The Annual of the Association for Documentary Editing
2013, Volume 34
"Will not these days be by thy poets sung": Poems of the Anglo-African and National Anti-Slavery Standard, 1863–1864Edited by Elizabeth Lorang and R. J. Weir
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FOR THE ANTI-SLAVERY STANDARD.St. Helena, S. C.
The workingman of Lancashire Came later home that night; His babes had cried themselves to sleep, His young wife's cheek was white; The scanty meal had failed that day; She looked up in his face, As if in his frank, honest eyes A ray of hope to trace.
He sat down by the fireless hearth, She leant her close beside; He said: "Dear wife, the livelong day I hunted far and wide; Each factory door was closed; I begged An hour's work in vain; I could not bear to seek my home And hear my babes complain.
"Weary and hungry, as I sat Beside a lighted hall, A comrade bade me enter in; 'Twas meant, he thought, for all The workingmen to speak their minds And get their wrongs redressed. ''Tis wrong,' said I, 'that we should starve.' I went in with the rest.
"One stood upon the platform there, And told us how we might In one great cry for work and bread Our thousand tongues unite. Our England's Parliament would hear, Our English Queen would heed, For never yet her royal heart Disdained her people's need.
"Our war-ships, with their hundred guns, Would rake the western shore, Drive back the Northerners, and bring The bales of cotton o'er; Our factory doors would open wide With work and wages high; I thought how glad my babes would be, As if relief were nigh.
"But then another rose to speak; You know, my wife, the slaves! We've often talked of how they wished Their children in their graves, And thought how hard 'twould be for us To part with Robbie there, Or our small Jennie, so like you In sunny eyes and hair.
"This speaker told us how, where'er The Northern army went, They broke the fetters from the slave, Telling what freedom meant, And how those slaves looked up in prayer, Blessing our dear Lord's name That to them, in His own good time, This 'blessed Union' came.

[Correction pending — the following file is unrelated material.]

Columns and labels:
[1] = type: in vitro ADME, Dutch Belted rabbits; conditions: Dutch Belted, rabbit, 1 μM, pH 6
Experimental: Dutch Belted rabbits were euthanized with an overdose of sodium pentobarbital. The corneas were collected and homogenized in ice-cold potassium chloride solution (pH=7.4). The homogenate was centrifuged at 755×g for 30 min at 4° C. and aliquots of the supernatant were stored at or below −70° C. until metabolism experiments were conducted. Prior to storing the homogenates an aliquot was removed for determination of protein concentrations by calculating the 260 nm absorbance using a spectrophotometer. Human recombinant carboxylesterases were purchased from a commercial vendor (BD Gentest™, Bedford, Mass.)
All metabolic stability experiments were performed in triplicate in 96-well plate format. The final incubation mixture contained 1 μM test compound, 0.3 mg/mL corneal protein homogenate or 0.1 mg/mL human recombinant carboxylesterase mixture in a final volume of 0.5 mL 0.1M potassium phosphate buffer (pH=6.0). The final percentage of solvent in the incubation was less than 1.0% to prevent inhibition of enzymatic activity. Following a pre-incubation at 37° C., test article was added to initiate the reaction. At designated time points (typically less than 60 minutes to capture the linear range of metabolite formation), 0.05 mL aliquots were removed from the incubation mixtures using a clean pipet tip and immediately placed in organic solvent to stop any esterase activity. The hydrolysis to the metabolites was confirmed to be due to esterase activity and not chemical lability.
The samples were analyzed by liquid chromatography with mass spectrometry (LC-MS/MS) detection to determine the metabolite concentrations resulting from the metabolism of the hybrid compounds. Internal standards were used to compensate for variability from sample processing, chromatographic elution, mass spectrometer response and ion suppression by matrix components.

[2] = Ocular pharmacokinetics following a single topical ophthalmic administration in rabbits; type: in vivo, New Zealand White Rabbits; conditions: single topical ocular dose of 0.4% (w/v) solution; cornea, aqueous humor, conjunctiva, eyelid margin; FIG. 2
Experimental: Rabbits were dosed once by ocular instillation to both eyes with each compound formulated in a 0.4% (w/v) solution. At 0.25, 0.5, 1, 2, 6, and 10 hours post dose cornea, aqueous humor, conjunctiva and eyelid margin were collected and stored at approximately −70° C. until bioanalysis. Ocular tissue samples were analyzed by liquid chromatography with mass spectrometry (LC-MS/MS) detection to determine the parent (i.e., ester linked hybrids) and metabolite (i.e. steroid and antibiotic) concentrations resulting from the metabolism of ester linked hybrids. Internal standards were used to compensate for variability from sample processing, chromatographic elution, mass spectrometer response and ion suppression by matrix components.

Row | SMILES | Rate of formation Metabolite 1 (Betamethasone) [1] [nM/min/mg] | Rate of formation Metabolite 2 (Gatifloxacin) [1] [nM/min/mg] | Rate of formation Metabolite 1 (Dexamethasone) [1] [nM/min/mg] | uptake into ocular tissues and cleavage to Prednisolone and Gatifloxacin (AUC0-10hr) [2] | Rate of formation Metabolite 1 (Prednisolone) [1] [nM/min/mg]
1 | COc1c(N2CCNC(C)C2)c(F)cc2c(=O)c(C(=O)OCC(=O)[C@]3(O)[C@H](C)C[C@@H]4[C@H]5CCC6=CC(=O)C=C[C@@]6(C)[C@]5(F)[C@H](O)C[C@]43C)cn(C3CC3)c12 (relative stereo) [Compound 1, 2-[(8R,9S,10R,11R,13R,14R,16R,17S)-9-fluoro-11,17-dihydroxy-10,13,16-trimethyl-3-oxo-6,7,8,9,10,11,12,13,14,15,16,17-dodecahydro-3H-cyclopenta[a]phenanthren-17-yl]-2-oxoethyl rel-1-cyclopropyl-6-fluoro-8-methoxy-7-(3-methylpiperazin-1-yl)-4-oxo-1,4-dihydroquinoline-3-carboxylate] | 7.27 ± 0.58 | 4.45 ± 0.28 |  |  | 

"How Northern teachers into schools The little ones have brought, To learn the same most Holy Book Our own dear ones are taught; The men go out to till the fields Gladly, as freemen may, And mothers o'er their babes rejoice Throughout the summer day.
"But should the North be driven back, God help those freedmen then! For their sake would we bear our lot, Silent, as Christian men? His voice grew lower as he spoke: 'I know 'tis hard to bear, But—think of Jesus on the cross, For others died He there!'
"So, wife, I stood up in my place And shouted, 'Aye, we will!' The 'ayes' of our brave working men They seemed the roof to thrill; We shouted it again, again, It was a glorious night— But, when I came to this bare house, —Dear wife, did I do right?"
"Most surely, right," she said, yet turned With hidden tears away, Murmuring—"God, give my little ones Their bread from day to day." And many such staunch working men Went hungry home that night, And thanked God he had strengthened them To suffer for the right.
The working men of Lancashire! Their great self-sacrifice Those, for whose sake 'twas undergone, Will never know or prize; Only when freedmen kneel at dawn And bless their friends in prayer, They bless the noble working men Of England, unaware.
- A county in the northwest of England. In the mid-nineteenth century, Lancashire was home to a thriving textile industry dominated by the manufacture of cotton goods.